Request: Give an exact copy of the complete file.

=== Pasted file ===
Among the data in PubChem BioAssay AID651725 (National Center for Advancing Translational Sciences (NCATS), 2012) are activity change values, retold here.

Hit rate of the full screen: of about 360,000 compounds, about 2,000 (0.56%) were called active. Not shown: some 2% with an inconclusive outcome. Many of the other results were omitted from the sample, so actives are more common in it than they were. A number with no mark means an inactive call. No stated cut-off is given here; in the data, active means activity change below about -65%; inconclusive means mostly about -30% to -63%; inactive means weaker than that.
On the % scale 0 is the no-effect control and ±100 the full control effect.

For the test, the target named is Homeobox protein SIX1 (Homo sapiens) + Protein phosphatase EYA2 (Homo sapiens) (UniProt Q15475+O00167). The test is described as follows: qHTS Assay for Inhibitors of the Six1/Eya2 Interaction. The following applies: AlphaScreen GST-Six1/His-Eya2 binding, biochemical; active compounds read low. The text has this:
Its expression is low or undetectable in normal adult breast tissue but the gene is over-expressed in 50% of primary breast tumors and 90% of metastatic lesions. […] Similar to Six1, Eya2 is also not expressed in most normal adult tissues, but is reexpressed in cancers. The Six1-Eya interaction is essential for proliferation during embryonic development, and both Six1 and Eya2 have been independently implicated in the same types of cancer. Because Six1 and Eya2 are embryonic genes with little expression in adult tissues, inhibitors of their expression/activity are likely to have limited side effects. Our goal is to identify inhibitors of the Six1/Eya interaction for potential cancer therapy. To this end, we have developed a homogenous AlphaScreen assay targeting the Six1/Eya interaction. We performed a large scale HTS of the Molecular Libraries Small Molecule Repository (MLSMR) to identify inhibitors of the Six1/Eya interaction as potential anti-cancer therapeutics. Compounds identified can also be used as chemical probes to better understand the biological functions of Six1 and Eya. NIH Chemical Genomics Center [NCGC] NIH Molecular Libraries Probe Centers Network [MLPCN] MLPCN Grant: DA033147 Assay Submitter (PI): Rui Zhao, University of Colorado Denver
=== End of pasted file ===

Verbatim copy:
Among the data in PubChem BioAssay AID651725 (National Center for Advancing Translational Sciences (NCATS), 2012) are activity change values, retold here.

Hit rate of the full screen: of about 360,000 compounds, about 2,000 (0.56%) were called active. Not shown: some 2% with an inconclusive outcome. Many of the other results were omitted from the sample, so actives are more common in it than they were. A number with no mark means an inactive call. No stated cut-off is given here; in the data, active means activity change below about -65%; inconclusive means mostly about -30% to -63%; inactive means weaker than that.
On the % scale 0 is the no-effect control and ±100 the full control effect.

For the test, the target named is Homeobox protein SIX1 (Homo sapiens) + Protein phosphatase EYA2 (Homo sapiens) (UniProt Q15475+O00167). The test is described as follows: qHTS Assay for Inhibitors of the Six1/Eya2 Interaction. The following applies: AlphaScreen GST-Six1/His-Eya2 binding, biochemical; active compounds read low. The text has this:
Its expression is low or undetectable in normal adult breast tissue but the gene is over-expressed in 50% of primary breast tumors and 90% of metastatic lesions. […] Similar to Six1, Eya2 is also not expressed in most normal adult tissues, but is reexpressed in cancers. The Six1-Eya interaction is essential for proliferation during embryonic development, and both Six1 and Eya2 have been independently implicated in the same types of cancer. Because Six1 and Eya2 are embryonic genes with little expression in adult tissues, inhibitors of their expression/activity are likely to have limited side effects. Our goal is to identify inhibitors of the Six1/Eya interaction for potential cancer therapy. To this end, we have developed a homogenous AlphaScreen assay targeting the Six1/Eya interaction. We performed a large scale HTS of the Molecular Libraries Small Molecule Repository (MLSMR) to identify inhibitors of the Six1/Eya interaction as potential anti-cancer therapeutics. Compounds identified can also be used as chemical probes to better understand the biological functions of Six1 and Eya. NIH Chemical Genomics Center [NCGC] NIH Molecular Libraries Probe Centers Network [MLPCN] MLPCN Grant: DA033147 Assay Submitter (PI): Rui Zhao, University of Colorado Denver